Rather than lead the charge by asking sharp questions about the process and the value of the end product, the Independent actually sneered this week at the one Raleigh politician who's bothering to raise questions about the proposed convention center - the kind of questions the Phoenix New Times has been asking for months in Arizona. It's unclear if columnist Bob Geary completely dismisses council member Mike Regan because Regan's a Republican or simply because he's a Christian, but what is clear is that Geary's polarized, extremely partisan view of local politics is absurd. Particularly given a situation in which the mayor is spouting obvious pie-in-the-sky nonsense and has to be reminded to hold public meetings publicly, while pushing a project - of dubious value at best to downtown - on which the mayor's firm stands to make money.
Admit it: If Meeker was a Republican, Geary would be all over him for this crap. Instead, the kneejerk "neighborhood" activist 1) ignores the fact that opposition to convention centers almost always crosses political lines, 2) softballs his own questions to protect the mayor from sharp criticism, 3) blows snot on the only council member who's raising the very questions the Indy itself should be raising, 4) tosses out a facile, completely unfair comparison between Regan and a former mayor, and 5) tops it off by - I'm not kidding - making fun of the idea of public referenda for large-scale boondoggle projects.
Good lord. Is anyone at that [cough] "left-leaning" paper editing this guy? Sure doesn't look like it from here. (Psst. Richard, Kirk: Have you considered the possibility that manipulative, incomplete garbage like Geary's latest column is what keeps people in Raleigh from trusting your paper? Worth a thought.)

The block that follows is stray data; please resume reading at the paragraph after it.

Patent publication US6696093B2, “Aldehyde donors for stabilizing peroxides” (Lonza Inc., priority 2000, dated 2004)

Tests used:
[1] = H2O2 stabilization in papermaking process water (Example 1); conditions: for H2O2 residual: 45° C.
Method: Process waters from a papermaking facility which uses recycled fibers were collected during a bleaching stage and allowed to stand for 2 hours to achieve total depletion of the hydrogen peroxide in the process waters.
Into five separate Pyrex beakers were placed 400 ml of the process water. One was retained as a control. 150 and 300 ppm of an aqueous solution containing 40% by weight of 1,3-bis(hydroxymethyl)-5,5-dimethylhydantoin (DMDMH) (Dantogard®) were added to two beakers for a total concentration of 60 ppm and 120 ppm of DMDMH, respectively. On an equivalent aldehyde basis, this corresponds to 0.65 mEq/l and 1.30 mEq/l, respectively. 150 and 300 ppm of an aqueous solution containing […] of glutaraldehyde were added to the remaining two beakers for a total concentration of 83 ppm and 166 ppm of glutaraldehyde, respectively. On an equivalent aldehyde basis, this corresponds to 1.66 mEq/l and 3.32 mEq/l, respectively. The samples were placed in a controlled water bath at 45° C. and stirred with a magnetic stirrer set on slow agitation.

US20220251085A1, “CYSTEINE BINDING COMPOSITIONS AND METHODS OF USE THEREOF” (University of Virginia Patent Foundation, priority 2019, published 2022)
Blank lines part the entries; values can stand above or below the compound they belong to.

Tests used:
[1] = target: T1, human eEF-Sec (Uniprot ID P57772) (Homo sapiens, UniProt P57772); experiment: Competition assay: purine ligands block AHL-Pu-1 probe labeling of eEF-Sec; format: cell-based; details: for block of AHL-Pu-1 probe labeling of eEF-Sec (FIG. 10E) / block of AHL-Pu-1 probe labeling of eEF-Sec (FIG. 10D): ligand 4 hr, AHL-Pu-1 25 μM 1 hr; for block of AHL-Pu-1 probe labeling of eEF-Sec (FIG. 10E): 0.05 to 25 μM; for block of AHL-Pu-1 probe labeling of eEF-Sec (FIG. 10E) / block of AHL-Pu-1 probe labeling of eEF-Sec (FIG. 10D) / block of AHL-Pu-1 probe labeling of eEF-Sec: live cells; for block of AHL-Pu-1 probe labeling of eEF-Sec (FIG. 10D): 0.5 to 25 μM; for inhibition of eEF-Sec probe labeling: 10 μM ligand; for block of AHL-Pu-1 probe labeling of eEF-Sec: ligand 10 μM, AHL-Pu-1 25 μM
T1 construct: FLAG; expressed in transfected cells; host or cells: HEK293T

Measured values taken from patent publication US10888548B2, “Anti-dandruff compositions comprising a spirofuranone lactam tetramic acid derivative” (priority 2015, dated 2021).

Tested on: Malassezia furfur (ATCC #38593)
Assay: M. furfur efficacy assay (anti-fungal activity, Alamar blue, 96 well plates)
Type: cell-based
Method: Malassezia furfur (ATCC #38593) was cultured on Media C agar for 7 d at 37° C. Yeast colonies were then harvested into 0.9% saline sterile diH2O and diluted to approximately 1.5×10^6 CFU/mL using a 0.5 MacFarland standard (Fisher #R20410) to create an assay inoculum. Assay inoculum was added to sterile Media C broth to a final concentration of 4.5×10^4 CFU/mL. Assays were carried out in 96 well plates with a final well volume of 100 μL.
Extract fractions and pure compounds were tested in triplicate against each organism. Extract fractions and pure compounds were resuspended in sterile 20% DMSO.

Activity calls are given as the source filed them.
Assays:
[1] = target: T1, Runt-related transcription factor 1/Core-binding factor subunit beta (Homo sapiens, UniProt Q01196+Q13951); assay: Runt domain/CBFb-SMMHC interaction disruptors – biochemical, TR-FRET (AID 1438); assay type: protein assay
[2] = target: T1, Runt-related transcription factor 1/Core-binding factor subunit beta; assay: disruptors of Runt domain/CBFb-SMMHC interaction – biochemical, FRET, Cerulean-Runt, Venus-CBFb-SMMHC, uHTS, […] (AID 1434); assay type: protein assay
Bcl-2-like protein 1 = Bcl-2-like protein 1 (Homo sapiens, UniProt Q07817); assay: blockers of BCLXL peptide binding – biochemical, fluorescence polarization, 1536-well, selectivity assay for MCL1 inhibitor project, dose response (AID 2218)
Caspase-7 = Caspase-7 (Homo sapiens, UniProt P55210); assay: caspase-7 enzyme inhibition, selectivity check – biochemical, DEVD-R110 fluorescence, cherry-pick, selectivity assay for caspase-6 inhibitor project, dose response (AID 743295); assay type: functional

Oh, and we got your cute little "flaming out" reference, too, Bob. Are giggly in-jokes about sexuality what passes for humor at the Indy these days? Yeesh. [link]
1.1.04 - The Black Commentator offers a sharp, clear take on racial politics in U.S. elections:
Howard Dean’s December 7 speech is the most important statement on race in American politics by a mainstream white politician in nearly 40 years. Nothing remotely comparable has been said by anyone who might become or who has been President of the United States since Lyndon Johnson’s June 4, 1965 affirmative action address to the graduating class at Howard University.
For four decades, the primary political project of the Republican Party has been to transform itself into the White Man’s Party. Not only in the Deep South, but also nationally, the GOP seeks to secure a majority popular base for corporate governance through coded appeals to white racism. The success of this GOP project has been the central fact of American politics for two generations – reaching its fullest expression in the Bush presidency. Yet a corporate covenant with both political parties has prohibited the mere mention of America’s core contemporary political reality: the constant, routine mobilization of white voters through the imagery and language of race.